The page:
We are growing in a society where having children is expected or treated as a necessity. When reproduction is not met it is like the person who experiences this situation has an added burden in his/hers shoulder that of social pressures of their environment and alongside guilt and other feelings. Even though the concepts of femininity, masculinity and sexual ability are distinct, they are usually confounded with maternity and paternity and this confusion makes the process harder to handle.
As referred by the French psychoanalyst Delaisi de Parseval, the desire of having a child might be conceptualized by people as an offer to their parents or humanity, mankind or as patriotic duty. This desire includes even unconscious attitudes and fantasies not only of the couple but of their parents’ (Chatel, 1993). When all the above are active and moved by the reproduction challenge, then women and men feel a different degree and quality of impact of this process in their lives.
The doctor, donor and other ethical and philosophical issues are impicated, addressed and make the psychological state of the people involved more complex. Feelings of shame, weakness and guilt are often still remaining long after the birth of the child. Parents also find it difficult to have a second one while carrying inside them previous losses. While infertility is usually treated as a solely medical matter, the psychological dimensions of it are frequently neglected as other issues more apparent seek medical care. Nevertheless the ways that couples use to express their sorrow qualitatively differ and when this dissimilarity is not understood or respected by both of them but a behavioral resemblance is expected, it is possible for further tensions to be caused between the couple (Peterson, Newton, Rosen & Skaggs, 2006).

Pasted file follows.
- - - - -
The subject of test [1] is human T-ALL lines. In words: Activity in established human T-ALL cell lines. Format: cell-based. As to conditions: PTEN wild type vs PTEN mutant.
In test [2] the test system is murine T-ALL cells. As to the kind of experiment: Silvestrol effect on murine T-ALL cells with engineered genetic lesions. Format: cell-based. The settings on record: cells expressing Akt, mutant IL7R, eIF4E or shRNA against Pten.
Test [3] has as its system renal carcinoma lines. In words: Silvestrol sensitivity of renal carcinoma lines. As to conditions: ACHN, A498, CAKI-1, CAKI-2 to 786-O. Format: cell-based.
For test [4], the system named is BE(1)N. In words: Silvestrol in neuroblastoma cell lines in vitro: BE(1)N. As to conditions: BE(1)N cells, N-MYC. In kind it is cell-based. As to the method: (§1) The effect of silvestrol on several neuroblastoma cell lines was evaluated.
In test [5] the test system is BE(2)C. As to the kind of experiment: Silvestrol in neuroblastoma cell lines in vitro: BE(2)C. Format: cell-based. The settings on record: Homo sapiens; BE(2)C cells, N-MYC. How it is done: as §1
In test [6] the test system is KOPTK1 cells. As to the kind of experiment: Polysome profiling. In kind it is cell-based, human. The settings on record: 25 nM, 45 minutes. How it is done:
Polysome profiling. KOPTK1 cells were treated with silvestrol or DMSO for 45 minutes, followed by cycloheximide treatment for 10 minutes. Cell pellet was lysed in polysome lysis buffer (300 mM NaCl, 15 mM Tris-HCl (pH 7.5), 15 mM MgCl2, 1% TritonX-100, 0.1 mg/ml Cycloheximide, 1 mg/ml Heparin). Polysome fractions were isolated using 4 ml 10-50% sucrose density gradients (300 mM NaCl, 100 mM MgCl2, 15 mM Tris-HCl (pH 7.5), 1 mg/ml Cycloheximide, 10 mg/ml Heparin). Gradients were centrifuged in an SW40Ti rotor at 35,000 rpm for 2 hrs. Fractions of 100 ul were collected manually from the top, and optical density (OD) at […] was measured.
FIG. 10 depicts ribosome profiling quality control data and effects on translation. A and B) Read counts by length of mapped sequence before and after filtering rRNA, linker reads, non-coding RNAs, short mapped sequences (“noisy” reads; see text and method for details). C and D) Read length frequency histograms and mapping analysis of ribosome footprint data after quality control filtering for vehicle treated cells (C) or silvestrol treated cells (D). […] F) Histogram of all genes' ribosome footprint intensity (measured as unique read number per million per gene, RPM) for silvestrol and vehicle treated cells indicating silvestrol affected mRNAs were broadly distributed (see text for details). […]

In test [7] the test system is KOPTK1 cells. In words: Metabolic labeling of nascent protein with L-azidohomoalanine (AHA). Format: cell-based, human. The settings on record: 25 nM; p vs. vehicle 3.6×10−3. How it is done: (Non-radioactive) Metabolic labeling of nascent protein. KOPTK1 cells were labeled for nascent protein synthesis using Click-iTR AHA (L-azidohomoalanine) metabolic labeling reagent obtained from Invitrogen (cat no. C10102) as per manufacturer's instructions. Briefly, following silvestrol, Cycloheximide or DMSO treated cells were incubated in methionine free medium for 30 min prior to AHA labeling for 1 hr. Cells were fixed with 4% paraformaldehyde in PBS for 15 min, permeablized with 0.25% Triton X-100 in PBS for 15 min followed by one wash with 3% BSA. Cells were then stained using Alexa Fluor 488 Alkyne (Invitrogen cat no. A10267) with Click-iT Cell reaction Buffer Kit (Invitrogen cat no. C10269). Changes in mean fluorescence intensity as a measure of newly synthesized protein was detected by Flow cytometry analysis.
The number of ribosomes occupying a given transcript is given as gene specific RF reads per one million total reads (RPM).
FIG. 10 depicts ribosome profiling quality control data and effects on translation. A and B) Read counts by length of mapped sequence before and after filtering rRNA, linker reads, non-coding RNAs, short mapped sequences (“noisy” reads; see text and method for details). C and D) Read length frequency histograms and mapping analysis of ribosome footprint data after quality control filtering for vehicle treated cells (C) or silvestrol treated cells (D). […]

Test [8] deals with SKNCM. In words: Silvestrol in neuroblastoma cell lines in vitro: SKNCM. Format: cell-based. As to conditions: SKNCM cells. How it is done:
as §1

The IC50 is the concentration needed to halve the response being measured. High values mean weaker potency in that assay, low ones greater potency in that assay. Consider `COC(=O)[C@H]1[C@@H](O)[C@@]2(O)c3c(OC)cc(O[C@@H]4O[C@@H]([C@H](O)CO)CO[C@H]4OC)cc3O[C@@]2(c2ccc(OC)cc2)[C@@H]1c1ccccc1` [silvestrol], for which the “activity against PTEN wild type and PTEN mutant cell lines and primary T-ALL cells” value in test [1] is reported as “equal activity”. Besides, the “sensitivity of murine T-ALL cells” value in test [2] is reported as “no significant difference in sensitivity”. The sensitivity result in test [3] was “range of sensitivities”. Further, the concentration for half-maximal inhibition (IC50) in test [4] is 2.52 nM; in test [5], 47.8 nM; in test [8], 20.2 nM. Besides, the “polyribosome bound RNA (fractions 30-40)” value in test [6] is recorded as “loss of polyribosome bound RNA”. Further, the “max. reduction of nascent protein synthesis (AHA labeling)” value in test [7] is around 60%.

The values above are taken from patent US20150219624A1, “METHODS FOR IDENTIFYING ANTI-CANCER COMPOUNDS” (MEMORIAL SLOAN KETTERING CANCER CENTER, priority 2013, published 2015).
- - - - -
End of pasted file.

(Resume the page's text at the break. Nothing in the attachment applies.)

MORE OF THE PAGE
For many women the reproductive challenges they face are occasionally translated into a threat to their female identity. In a parallel manner there might emerge a degraded sense of self value not only because her body does not respond but because her confidence is also disturbed (Greil, 1991). Moreover it is likely to feel guilty and encounter the reproduction challenge as a punishment for previous sexual preferences or abortions. As a counterbalance they might get so target oriented to make the conception succeed that they set this as the utter goal of their life and possible career pursuits or personal hobbies and relationships only come second (Domar & Seibel, 1997). While this was more evident in previous years it is still present in some cases. Research findings show that the infertility experience is also affecting the pregnancy with mothers to be feeling agony, mistrust and not so positive feelings of euphoria as usually expressed by pregnant women. It seems that the previous unpleasant experience affects the way that future mothers were thinking and feeling about the baby that was so hard to conceive. There are described five possible states that a woman who had come into contact with such a difficulty might feel: fear of miscarriage, fear of having an unhealthy child, difficulty in accepting the identity of a pregnant woman of that of a infertile one, confusion and fear of a high risk pregnancy (Glazer, 1993).